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and vowels, to be decided by etymologists. To my mind, the chief argument against the reading ΓΟΡΤΥΝΙΩΝ ΤΥΠΟΣ exists in the comparative lateness of the style of art, for the coin clearly belongs to a period when such a legend would, to say the least, be improbable. The only other alternative is to consider IBOX as simply a magistrate's name, and as such it would doubtless have been generally accepted had it not been for the strangeness of such a proper name. W. H. Roscher, however, in an article on this subject in Curtius' Studien zur Griechischen u. Lateinischen Grammatik (Band ii., Heft i., pp. 154-5), gives a list of names to which Θίβος might be related, such as Θίβ-ρ-ων (Θίμβρων) and Θίβραχος.
73. Obv.-Head of Pallas wearing Corinthian helmet, right. Rev.-IP between the prongs of a trident. Æ. ·4.
74. Obr.-Head of Demeter veiled, right.
Rev.-EY BOIENN. Bull butting, right; above, a trident.
75. Obv.-Head of Hermes, right, wearing petasos; behind shoulder, top of caduceus.
Rev.-EY BOIEON. Ear of barley. Æ. 45.
77. Obv.—Bunch of grapes with leaf on either side.
Rev.-Head of Herakles, left, wearing lion's scalp. The whole within a dotted incuse square. AR. '95; wt. 256 grs.
This coin is a tetradrachm of the Attic standard, which
must have been adopted by the island of Ceos soon after its introduction by Solon at Athens early in the sixth century B.C. The smaller coins with the same obverse type, but with an incuse reverse with no type, are earlier, and follow the Æginetan standard.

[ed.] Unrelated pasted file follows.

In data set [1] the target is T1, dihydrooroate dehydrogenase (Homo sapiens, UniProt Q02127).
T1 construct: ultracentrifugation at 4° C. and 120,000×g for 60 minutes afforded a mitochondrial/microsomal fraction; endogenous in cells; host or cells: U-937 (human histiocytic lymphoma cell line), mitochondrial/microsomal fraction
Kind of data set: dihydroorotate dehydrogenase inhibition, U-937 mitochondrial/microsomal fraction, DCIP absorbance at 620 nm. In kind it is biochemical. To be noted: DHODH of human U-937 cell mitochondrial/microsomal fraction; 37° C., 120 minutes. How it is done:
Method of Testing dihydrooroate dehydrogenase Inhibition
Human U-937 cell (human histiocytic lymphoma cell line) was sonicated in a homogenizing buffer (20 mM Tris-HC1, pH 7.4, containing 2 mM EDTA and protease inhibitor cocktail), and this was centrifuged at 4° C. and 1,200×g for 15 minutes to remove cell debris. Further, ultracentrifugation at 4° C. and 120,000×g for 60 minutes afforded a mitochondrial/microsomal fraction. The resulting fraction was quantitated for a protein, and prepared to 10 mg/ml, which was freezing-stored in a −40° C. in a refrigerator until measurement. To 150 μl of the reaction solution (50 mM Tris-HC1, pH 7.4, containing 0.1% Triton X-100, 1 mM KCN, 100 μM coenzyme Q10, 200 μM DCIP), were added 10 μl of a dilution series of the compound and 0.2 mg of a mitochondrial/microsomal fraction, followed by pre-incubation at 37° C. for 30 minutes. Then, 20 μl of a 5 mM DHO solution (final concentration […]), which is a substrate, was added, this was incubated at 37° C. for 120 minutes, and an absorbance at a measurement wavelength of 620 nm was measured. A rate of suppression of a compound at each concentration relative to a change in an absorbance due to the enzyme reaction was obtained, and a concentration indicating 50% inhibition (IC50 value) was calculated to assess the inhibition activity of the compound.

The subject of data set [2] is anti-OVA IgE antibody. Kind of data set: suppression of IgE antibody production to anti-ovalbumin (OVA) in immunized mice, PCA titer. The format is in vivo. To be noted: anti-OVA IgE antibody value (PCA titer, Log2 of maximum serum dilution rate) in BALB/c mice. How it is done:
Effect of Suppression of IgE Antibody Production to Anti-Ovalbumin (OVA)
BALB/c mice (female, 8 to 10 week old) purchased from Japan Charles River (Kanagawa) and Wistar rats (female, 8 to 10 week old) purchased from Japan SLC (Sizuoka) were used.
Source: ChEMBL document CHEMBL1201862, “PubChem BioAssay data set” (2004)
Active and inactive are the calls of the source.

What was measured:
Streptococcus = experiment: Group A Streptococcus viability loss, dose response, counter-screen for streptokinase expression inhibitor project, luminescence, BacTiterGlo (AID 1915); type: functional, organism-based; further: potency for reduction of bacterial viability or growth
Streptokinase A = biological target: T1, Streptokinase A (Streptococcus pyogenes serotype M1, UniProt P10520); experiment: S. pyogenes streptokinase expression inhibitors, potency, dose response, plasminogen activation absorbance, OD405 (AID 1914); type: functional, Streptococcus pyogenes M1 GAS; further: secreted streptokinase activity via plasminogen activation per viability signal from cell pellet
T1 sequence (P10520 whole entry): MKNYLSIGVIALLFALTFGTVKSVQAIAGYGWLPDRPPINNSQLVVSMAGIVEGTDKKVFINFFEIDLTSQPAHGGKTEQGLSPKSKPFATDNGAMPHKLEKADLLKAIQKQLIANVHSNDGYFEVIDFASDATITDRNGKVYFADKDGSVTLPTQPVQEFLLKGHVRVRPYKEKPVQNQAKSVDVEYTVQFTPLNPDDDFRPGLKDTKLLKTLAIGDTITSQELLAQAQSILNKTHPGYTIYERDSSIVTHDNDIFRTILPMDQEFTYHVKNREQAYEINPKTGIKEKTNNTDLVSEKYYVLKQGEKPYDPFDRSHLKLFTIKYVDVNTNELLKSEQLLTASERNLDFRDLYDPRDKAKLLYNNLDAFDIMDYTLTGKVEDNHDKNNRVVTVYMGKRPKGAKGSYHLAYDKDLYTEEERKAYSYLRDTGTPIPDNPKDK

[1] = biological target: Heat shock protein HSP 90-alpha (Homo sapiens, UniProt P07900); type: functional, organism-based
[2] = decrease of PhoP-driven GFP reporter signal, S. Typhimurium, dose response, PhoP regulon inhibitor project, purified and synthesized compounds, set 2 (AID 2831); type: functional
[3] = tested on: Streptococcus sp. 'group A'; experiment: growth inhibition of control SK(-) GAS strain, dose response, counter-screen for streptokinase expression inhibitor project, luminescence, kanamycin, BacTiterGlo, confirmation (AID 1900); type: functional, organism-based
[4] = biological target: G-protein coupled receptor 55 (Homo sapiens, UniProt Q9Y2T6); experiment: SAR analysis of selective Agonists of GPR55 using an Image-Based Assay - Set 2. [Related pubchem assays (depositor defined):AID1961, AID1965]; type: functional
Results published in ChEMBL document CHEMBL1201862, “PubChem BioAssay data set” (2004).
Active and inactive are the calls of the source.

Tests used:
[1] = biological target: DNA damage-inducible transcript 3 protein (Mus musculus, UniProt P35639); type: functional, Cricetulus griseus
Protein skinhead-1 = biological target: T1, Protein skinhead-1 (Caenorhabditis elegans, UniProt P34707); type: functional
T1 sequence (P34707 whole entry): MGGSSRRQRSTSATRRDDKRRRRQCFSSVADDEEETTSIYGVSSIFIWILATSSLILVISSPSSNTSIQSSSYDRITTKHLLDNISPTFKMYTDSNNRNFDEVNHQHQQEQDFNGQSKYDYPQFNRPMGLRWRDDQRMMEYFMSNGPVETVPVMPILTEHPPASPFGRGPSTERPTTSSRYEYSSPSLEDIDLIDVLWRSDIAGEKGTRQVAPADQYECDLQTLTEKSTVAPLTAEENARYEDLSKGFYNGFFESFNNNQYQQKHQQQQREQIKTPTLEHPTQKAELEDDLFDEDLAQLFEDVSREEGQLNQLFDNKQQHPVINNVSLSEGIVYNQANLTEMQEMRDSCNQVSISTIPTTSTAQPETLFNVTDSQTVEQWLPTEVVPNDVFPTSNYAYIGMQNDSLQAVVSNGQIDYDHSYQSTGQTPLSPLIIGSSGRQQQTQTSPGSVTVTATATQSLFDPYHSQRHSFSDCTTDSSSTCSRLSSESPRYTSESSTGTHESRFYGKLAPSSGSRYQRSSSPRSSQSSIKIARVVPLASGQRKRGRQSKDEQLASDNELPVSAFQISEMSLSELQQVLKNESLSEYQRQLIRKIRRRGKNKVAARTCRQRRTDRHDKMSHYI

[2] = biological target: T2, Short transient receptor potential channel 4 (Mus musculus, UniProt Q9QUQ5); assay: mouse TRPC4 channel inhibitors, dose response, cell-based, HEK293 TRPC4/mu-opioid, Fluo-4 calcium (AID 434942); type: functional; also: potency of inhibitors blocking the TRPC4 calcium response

GORESIA CEE (?)
78. Obv.-Two naked Archaic male figures wrestling, their right arms raised with lekythi hanging from them by strings.
Rev.-Cuttle-fish or beetle (?) in an incuse square, within which a frame consisting of a line of dots between two plain lines. R. 6; wt. 62 grs. Pl. V. fig. 8.
This unique drachm, if it be of Goresia at all, which I think very doubtful, marks the transition at this town. also from the Æginetan to the Attic standard. The style of the obverse reminds us of some of the early coins of Macedon.
Rer.-KI. Æ. ·45.
The type of the star Sirius is probably borrowed from the neighbouring Ceos, where Aristaos was worshipped as the averter of the heat of the dog-star, and the bringer of the cool breezes, Etesiæ, which blow for a fortnight in July and August over the entire Archipelago. (Preller, Gr. Myth., i. 358.)
80. Obv.-EIII TI HANKAEO2 TO г. Pomegranate.
Rev.-MHAION. Palladium, right, holding spear and shield. In field, right, IIII. Æ. 95.
81. Obv.—Head of young Dionysos, full-face, towards right, crowned with ivy-wreath, which hangs down on each side of his neck.
This coin is attributed by some to Trapezus.
LAODICEIA, PONTI ?
Two ears of barley growing on one stalk.
82. Obv.-Egis, with head of Gorgon in the centre.
Rev.-AAOAI KEQ Nike, right, carrying filleted wreath and palm, in front, M. E. 75.
I can find no mention of any town of this name in Pontus, but the types both of the obverse and reverse, which are precisely those of Amisus and other Pontic cities, compel us to suppose that a town called Laodiceia must have existed in this district.
PHARNAKES I., PONTI REX, B.C. 184-157.
83. Obv.-Head of Pharnakes diademed, right.